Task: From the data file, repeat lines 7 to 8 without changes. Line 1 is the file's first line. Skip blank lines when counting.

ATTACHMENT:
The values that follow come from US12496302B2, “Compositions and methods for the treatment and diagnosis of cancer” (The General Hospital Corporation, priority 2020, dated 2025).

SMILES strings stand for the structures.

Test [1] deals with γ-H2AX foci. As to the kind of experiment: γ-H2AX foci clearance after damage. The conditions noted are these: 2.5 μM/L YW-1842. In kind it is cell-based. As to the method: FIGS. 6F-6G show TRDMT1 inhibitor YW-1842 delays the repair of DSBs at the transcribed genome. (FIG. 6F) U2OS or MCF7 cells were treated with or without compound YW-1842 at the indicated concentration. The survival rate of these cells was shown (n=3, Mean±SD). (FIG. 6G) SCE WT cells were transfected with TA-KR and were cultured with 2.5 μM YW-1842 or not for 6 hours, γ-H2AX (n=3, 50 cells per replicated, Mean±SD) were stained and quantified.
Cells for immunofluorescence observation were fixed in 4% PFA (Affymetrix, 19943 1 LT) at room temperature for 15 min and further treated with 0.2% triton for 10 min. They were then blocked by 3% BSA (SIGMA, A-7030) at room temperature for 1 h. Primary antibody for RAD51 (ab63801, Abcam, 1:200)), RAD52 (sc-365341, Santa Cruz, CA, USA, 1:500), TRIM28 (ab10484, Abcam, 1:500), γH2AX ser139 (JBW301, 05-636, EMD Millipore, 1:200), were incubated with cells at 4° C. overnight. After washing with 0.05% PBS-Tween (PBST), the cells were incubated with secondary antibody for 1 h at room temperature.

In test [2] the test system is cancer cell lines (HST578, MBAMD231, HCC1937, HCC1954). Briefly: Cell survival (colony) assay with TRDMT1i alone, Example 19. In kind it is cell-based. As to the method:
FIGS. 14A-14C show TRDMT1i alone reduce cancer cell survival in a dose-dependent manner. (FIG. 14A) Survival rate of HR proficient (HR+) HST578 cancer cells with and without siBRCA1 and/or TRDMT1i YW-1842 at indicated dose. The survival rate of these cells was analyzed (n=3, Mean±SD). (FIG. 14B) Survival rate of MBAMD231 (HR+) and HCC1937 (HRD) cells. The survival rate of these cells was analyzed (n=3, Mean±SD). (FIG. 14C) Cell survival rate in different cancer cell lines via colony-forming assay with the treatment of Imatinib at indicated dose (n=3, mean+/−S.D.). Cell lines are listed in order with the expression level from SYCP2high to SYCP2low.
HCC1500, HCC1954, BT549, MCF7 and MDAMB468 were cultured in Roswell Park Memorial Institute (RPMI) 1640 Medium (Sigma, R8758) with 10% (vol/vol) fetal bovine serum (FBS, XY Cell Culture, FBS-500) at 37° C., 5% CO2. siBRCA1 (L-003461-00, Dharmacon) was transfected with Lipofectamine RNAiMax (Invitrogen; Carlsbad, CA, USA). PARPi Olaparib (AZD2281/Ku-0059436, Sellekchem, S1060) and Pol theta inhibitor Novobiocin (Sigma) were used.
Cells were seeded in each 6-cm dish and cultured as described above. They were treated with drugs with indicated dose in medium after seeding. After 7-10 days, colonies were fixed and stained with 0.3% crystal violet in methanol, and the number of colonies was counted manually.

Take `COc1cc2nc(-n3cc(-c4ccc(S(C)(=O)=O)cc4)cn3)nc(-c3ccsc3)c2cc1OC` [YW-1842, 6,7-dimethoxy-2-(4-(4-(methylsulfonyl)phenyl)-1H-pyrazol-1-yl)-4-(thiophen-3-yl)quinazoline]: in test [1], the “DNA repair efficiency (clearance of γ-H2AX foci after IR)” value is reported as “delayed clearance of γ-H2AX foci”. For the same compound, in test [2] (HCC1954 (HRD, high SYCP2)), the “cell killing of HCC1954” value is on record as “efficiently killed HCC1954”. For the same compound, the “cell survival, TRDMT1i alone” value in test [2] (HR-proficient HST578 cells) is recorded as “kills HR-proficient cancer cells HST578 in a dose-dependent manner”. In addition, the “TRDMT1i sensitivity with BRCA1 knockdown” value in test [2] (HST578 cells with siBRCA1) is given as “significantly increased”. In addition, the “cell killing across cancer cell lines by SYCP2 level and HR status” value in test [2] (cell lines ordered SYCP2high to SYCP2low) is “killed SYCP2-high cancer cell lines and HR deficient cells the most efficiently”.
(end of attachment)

HCC1500, HCC1954, BT549, MCF7 and MDAMB468 were cultured in Roswell Park Memorial Institute (RPMI) 1640 Medium (Sigma, R8758) with 10% (vol/vol) fetal bovine serum (FBS, XY Cell Culture, FBS-500) at 37° C., 5% CO2. siBRCA1 (L-003461-00, Dharmacon) was transfected with Lipofectamine RNAiMax (Invitrogen; Carlsbad, CA, USA). PARPi Olaparib (AZD2281/Ku-0059436, Sellekchem, S1060) and Pol theta inhibitor Novobiocin (Sigma) were used.
Cells were seeded in each 6-cm dish and cultured as described above. They were treated with drugs with indicated dose in medium after seeding. After 7-10 days, colonies were fixed and stained with 0.3% crystal violet in methanol, and the number of colonies was counted manually.